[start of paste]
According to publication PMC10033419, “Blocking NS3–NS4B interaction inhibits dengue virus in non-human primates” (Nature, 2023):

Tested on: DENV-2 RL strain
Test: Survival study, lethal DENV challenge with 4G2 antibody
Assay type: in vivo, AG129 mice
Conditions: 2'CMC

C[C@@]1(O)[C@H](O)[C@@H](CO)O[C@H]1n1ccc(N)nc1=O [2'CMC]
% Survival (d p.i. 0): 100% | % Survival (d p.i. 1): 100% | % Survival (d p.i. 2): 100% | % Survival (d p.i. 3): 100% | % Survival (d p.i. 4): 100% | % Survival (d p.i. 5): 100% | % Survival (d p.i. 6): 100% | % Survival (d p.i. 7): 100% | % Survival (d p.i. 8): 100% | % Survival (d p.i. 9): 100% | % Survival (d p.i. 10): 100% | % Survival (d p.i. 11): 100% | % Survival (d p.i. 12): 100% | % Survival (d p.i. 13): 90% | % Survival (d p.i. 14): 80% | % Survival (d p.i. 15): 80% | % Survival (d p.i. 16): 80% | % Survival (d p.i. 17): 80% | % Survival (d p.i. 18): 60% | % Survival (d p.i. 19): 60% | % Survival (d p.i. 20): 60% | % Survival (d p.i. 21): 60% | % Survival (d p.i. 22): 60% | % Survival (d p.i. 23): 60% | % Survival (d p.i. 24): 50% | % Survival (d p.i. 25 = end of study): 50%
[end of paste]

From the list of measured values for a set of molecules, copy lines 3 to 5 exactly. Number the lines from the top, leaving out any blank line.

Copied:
Test: Survival study, lethal DENV challenge with 4G2 antibody
Assay type: in vivo, AG129 mice
Conditions: 2'CMC